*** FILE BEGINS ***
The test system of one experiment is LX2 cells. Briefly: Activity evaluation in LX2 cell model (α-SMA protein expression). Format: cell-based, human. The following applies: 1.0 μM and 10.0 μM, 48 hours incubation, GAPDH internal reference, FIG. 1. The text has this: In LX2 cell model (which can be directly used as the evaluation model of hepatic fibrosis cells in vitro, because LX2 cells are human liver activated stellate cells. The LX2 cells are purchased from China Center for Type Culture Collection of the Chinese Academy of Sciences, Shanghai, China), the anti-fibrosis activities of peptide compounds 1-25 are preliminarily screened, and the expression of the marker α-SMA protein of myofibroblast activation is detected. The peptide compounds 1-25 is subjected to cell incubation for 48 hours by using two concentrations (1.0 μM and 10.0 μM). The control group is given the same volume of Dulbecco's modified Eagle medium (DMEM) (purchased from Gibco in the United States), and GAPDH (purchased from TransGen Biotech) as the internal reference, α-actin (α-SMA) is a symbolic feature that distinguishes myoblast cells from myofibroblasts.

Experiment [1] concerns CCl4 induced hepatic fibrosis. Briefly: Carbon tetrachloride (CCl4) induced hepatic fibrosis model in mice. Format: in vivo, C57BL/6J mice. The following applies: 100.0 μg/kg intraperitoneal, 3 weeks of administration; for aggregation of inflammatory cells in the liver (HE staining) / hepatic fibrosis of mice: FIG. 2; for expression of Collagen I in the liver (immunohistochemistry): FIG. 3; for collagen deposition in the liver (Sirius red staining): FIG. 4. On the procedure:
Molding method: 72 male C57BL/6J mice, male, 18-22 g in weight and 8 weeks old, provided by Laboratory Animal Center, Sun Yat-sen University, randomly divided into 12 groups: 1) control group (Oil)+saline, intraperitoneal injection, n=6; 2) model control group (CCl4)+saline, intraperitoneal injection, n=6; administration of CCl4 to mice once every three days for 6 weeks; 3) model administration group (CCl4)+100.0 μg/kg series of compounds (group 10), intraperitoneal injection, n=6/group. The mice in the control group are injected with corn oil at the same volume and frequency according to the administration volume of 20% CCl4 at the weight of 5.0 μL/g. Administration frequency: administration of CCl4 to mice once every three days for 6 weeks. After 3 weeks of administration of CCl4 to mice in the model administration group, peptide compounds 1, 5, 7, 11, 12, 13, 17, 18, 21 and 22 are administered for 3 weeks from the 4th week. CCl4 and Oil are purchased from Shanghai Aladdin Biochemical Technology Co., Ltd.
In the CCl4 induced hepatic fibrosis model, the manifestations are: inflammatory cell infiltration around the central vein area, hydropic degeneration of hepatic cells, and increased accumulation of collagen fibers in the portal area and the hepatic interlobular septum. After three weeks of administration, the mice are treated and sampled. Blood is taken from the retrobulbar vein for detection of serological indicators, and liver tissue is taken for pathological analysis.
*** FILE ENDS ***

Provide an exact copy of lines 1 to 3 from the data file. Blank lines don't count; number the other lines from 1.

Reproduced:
The test system of one experiment is LX2 cells. Briefly: Activity evaluation in LX2 cell model (α-SMA protein expression). Format: cell-based, human. The following applies: 1.0 μM and 10.0 μM, 48 hours incubation, GAPDH internal reference, FIG. 1. The text has this: In LX2 cell model (which can be directly used as the evaluation model of hepatic fibrosis cells in vitro, because LX2 cells are human liver activated stellate cells. The LX2 cells are purchased from China Center for Type Culture Collection of the Chinese Academy of Sciences, Shanghai, China), the anti-fibrosis activities of peptide compounds 1-25 are preliminarily screened, and the expression of the marker α-SMA protein of myofibroblast activation is detected. The peptide compounds 1-25 is subjected to cell incubation for 48 hours by using two concentrations (1.0 μM and 10.0 μM). The control group is given the same volume of Dulbecco's modified Eagle medium (DMEM) (purchased from Gibco in the United States), and GAPDH (purchased from TransGen Biotech) as the internal reference, α-actin (α-SMA) is a symbolic feature that distinguishes myoblast cells from myofibroblasts.

Experiment [1] concerns CCl4 induced hepatic fibrosis. Briefly: Carbon tetrachloride (CCl4) induced hepatic fibrosis model in mice. Format: in vivo, C57BL/6J mice. The following applies: 100.0 μg/kg intraperitoneal, 3 weeks of administration; for aggregation of inflammatory cells in the liver (HE staining) / hepatic fibrosis of mice: FIG. 2; for expression of Collagen I in the liver (immunohistochemistry): FIG. 3; for collagen deposition in the liver (Sirius red staining): FIG. 4. On the procedure:
Molding method: 72 male C57BL/6J mice, male, 18-22 g in weight and 8 weeks old, provided by Laboratory Animal Center, Sun Yat-sen University, randomly divided into 12 groups: 1) control group (Oil)+saline, intraperitoneal injection, n=6; 2) model control group (CCl4)+saline, intraperitoneal injection, n=6; administration of CCl4 to mice once every three days for 6 weeks; 3) model administration group (CCl4)+100.0 μg/kg series of compounds (group 10), intraperitoneal injection, n=6/group. The mice in the control group are injected with corn oil at the same volume and frequency according to the administration volume of 20% CCl4 at the weight of 5.0 μL/g. Administration frequency: administration of CCl4 to mice once every three days for 6 weeks. After 3 weeks of administration of CCl4 to mice in the model administration group, peptide compounds 1, 5, 7, 11, 12, 13, 17, 18, 21 and 22 are administered for 3 weeks from the 4th week. CCl4 and Oil are purchased from Shanghai Aladdin Biochemical Technology Co., Ltd.